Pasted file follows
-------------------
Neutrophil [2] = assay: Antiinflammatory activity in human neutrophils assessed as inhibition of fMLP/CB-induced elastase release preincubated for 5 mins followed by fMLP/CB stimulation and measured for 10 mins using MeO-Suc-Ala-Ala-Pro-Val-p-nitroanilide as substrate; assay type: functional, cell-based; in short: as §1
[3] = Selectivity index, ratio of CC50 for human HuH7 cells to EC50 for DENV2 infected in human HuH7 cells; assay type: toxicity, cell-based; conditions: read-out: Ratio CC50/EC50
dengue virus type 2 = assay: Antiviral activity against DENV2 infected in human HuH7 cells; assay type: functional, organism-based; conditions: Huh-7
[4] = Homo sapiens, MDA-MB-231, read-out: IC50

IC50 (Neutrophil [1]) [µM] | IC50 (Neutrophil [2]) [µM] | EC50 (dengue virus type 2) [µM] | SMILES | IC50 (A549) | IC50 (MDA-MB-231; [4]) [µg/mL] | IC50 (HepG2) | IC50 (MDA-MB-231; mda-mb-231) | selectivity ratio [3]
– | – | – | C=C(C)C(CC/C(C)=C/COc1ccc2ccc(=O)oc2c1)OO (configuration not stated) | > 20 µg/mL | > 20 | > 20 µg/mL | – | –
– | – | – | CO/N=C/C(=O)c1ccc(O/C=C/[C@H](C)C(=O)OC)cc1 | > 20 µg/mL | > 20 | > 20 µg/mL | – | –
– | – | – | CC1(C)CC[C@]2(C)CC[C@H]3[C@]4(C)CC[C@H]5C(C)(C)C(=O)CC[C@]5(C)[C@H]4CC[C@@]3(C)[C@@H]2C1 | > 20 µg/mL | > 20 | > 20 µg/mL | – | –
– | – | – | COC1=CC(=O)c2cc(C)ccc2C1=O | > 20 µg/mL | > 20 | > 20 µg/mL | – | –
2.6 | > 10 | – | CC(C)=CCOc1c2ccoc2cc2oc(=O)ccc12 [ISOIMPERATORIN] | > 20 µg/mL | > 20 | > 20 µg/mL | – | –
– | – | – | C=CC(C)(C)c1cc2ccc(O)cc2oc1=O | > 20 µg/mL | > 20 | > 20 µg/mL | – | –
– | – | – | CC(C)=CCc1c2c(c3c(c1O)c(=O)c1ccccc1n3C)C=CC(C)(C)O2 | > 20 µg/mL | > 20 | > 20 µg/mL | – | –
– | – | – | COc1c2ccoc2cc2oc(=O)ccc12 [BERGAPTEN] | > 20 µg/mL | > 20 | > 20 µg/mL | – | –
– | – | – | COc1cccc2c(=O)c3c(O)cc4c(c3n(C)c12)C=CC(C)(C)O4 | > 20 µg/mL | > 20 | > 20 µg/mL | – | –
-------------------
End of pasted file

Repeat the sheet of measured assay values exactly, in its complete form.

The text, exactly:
Neutrophil [2] = assay: Antiinflammatory activity in human neutrophils assessed as inhibition of fMLP/CB-induced elastase release preincubated for 5 mins followed by fMLP/CB stimulation and measured for 10 mins using MeO-Suc-Ala-Ala-Pro-Val-p-nitroanilide as substrate; assay type: functional, cell-based; in short: as §1
[3] = Selectivity index, ratio of CC50 for human HuH7 cells to EC50 for DENV2 infected in human HuH7 cells; assay type: toxicity, cell-based; conditions: read-out: Ratio CC50/EC50
dengue virus type 2 = assay: Antiviral activity against DENV2 infected in human HuH7 cells; assay type: functional, organism-based; conditions: Huh-7
[4] = Homo sapiens, MDA-MB-231, read-out: IC50

IC50 (Neutrophil [1]) [µM] | IC50 (Neutrophil [2]) [µM] | EC50 (dengue virus type 2) [µM] | SMILES | IC50 (A549) | IC50 (MDA-MB-231; [4]) [µg/mL] | IC50 (HepG2) | IC50 (MDA-MB-231; mda-mb-231) | selectivity ratio [3]
– | – | – | C=C(C)C(CC/C(C)=C/COc1ccc2ccc(=O)oc2c1)OO (configuration not stated) | > 20 µg/mL | > 20 | > 20 µg/mL | – | –
– | – | – | CO/N=C/C(=O)c1ccc(O/C=C/[C@H](C)C(=O)OC)cc1 | > 20 µg/mL | > 20 | > 20 µg/mL | – | –
– | – | – | CC1(C)CC[C@]2(C)CC[C@H]3[C@]4(C)CC[C@H]5C(C)(C)C(=O)CC[C@]5(C)[C@H]4CC[C@@]3(C)[C@@H]2C1 | > 20 µg/mL | > 20 | > 20 µg/mL | – | –
– | – | – | COC1=CC(=O)c2cc(C)ccc2C1=O | > 20 µg/mL | > 20 | > 20 µg/mL | – | –
2.6 | > 10 | – | CC(C)=CCOc1c2ccoc2cc2oc(=O)ccc12 [ISOIMPERATORIN] | > 20 µg/mL | > 20 | > 20 µg/mL | – | –
– | – | – | C=CC(C)(C)c1cc2ccc(O)cc2oc1=O | > 20 µg/mL | > 20 | > 20 µg/mL | – | –
– | – | – | CC(C)=CCc1c2c(c3c(c1O)c(=O)c1ccccc1n3C)C=CC(C)(C)O2 | > 20 µg/mL | > 20 | > 20 µg/mL | – | –
– | – | – | COc1c2ccoc2cc2oc(=O)ccc12 [BERGAPTEN] | > 20 µg/mL | > 20 | > 20 µg/mL | – | –
– | – | – | COc1cccc2c(=O)c3c(O)cc4c(c3n(C)c12)C=CC(C)(C)O4 | > 20 µg/mL | > 20 | > 20 µg/mL | – | –